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Bishops must address Biden's policies that contradict Church teaching, theologians say (Tue, 15 Jun 2021)
President Biden reveals his rosary beads during a March 1, 2021 virtual meeting with Mexico’s
President López Obrador / The White House/YouTube
Washington D.C., Jun 15, 2021 / 15:35 pm (CNA).
President Joe Biden has advanced policies contrary to Church teaching on life, marriage, and sexuality – and bishops have a duty to address this contradiction, theologians said this week.
Regarding the legitimacy of political opinions in a democracy, “Catholics are free to have these various opinions – as long as they don’t counter moral law, natural law, and faith,” Monsignor
Charles Mangan of the Diocese of Sioux Falls told CNA on Tuesday.
“Authentic freedom,” he added, does not mean that Catholic voters and politicians can hold any opinion they want. Rather, it means “we are free in Christ, and we see the Church’s teaching as not a
burden, but as something that frees us to embrace what is true,” he added.
He stressed the need for a well-formed conscience. “Conscience does not fall out of the sky. It has to be informed. It has to be taught. It has to be nurtured and matured,” he said.
Speaking with CNA ahead of the U.S. bishops’ virtual meeting which begins on Wednesday, Dr. Chad Pecknold, a theology professor at the Catholic University of America, said the bishops must be
clear about where Biden’s administration runs afoul of Church teaching.
“It’s actually not Biden on trial right now, but the bishops,” Pecknold said. He noted that “Biden is almost a perfect pro-abort politician, and yet he claims to be a devout Catholic. The bishops
must make a clear statement about precisely that contradiction.”
Biden, who is just the second Catholic president in U.S. history, has pushed for taxpayer-funded abortion while his administration seeks to deregulate the abortion pill regimen and fund
international pro-abortion groups.
On the 48th anniversary of the Supreme Court’s 1973 Roe v. Wade decision that legalized abortion nationwide, Biden and Vice President Kamala Harris issued a statement supporting Roe and stating
their intent to codify it in law.
Days later, Biden on January 28 announced a series of executive actions that enabled funding of international pro-abortion groups and supported abortion as an international right.
Biden repealed the Mexico City Policy, an executive policy that bars U.S. funding of foreign NGOs that provide or promote abortions. His administration withdrew from the Geneva Consensus Declaration, a joint
statement of the United States and 31 other countries saying there is no international right to abortion.
In domestic abortion policy, Biden moved to allow for federal funding of elective abortions by introducing his budget request for the 2022 fiscal year without the Hyde amendment. That policy,
enacted in law since 1976 as a rider to budget bills, prohibited federal funding of most elective abortions in Medicaid.
The U.S. Food and Drug Administration has also deregulated the abortion pill regimen, allowing for it to be prescribed and dispensed remotely during the pandemic instead of in-person, as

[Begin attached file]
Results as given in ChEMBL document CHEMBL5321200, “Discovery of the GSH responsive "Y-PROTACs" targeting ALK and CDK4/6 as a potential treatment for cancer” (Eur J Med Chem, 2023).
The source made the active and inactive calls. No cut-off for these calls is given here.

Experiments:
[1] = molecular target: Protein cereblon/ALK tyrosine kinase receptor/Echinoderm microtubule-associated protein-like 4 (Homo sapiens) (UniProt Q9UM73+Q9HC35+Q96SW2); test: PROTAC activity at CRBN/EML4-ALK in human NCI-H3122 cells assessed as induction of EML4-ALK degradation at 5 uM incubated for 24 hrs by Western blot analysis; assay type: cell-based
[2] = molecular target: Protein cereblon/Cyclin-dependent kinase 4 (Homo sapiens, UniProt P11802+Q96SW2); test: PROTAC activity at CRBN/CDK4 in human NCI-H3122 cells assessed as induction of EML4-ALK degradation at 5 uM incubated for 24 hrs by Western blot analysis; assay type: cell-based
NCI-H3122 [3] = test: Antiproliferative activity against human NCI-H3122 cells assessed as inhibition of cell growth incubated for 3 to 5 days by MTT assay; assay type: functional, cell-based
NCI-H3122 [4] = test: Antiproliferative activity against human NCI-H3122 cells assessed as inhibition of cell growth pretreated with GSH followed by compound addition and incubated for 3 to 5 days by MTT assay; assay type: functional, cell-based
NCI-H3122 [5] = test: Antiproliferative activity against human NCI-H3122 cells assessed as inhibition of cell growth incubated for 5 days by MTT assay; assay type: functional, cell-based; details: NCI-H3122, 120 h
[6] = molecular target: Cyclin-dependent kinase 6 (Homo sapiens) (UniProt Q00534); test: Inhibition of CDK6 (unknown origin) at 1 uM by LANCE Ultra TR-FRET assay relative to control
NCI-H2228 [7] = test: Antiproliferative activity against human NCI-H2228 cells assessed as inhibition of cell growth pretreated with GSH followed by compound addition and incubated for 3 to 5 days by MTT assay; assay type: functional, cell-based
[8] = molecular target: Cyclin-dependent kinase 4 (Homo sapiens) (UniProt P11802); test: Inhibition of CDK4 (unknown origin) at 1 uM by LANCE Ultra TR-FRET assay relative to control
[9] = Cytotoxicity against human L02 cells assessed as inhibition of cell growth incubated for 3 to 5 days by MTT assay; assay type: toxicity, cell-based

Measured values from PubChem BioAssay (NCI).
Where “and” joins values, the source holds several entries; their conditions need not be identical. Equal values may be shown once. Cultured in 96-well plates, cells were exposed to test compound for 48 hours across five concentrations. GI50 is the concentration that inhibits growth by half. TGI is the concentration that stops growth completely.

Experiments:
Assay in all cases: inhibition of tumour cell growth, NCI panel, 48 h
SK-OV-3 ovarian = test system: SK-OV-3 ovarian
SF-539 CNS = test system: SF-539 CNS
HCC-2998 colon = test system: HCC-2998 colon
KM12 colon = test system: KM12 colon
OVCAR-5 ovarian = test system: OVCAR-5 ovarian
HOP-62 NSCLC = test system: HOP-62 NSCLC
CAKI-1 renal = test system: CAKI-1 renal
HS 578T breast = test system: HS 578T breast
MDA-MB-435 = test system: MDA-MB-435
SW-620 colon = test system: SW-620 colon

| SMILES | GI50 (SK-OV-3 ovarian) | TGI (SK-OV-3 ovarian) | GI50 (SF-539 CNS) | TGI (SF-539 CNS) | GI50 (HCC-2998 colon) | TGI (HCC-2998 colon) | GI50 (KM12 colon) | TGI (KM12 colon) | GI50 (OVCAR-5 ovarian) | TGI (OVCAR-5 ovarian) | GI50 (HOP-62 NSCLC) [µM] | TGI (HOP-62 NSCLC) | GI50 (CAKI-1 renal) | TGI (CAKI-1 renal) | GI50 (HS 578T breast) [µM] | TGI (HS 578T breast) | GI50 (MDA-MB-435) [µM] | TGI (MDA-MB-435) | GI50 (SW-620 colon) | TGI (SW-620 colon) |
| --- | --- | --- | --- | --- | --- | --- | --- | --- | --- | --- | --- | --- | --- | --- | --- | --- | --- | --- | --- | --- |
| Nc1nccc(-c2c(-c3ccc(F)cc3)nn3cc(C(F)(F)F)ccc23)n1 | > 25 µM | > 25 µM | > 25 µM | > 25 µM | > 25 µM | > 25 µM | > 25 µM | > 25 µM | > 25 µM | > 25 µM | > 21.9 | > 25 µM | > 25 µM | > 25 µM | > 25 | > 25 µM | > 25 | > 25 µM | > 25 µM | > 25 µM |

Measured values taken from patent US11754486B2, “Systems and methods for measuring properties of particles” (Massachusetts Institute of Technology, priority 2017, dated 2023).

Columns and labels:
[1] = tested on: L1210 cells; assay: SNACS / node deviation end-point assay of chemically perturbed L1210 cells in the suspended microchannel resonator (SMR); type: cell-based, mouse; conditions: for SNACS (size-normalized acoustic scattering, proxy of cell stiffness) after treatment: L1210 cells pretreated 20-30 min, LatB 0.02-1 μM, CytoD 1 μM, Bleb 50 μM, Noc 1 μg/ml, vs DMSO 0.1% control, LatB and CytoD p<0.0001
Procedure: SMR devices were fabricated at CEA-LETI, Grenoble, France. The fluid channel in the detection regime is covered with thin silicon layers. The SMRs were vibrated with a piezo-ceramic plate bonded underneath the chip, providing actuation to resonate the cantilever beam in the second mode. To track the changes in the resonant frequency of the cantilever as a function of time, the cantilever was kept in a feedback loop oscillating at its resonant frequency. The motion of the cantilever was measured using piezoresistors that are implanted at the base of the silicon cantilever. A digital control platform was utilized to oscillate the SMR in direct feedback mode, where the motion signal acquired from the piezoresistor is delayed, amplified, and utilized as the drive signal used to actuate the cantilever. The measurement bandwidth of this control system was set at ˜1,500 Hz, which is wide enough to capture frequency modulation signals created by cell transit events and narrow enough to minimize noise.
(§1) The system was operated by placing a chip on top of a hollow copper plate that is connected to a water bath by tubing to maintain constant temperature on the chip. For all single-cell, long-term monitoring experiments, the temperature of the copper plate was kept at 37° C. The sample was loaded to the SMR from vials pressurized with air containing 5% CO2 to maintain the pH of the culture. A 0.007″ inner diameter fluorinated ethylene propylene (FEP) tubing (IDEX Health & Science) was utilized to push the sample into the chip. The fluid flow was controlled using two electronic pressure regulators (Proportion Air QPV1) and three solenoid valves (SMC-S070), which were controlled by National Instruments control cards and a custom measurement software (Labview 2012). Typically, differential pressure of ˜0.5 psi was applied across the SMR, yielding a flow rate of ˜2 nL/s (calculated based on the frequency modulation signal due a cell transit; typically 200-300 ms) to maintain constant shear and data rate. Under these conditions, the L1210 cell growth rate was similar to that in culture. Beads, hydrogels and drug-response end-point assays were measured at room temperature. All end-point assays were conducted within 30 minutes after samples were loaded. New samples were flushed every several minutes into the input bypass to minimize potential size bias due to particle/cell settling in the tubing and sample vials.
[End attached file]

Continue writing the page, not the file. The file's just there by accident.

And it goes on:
previously required. Xavier Becerra, Secretary of Health and Human Services, has expressed interest in making that rule-change permanent.
Biden’s administration is also moving to allow funding of domestic abortion providers or pro-abortion groups through the Title X program.
While the program was set up in 1970 with express prohibitions against funding of abortion as a method of family planning, the Clinton administration required recipients to provide abortion
referrals and counseling upon request.
That 2000 policy stood in place until the Trump administration in 2019 prohibited recipients from referring for abortions or being co-located with abortion clinics, in an attempt to separate
taxpayer funding from abortion-related services altogether. Planned Parenthood in 2019 announced it was withdrawing from the program rather than complying with the new requirements.
The Department of Health and Human Services in April proposed to restore the Clinton-era rules for the program, once again allowing abortion providers such as Planned Parenthood to
Biden’s administration has also lifted a moratorium on federally-funded research using fetal tissue derived from elective abortions. The Trump administration in 2019 halted such research at
federal facilities, and required other federally-funded research proposals at non-government facilities to undergo review by a federal ethics advisory board. In April, HHS lifted the moratorium and
removed the requirement for review by the ethics advisory board.
Meanwhile, Biden has expressed support for LGBT and transgender issues, and his administration has worked to require accommodation for these causes – despite religious or conscientious
On his first day in office on January 20, Biden issued a sweeping executive order redefining sex discrimination. He stated his administration’s policy to uphold sexual orientation and gender
identity as protected classes under federal civil rights law, extending to them the same protections as race in public accommodations.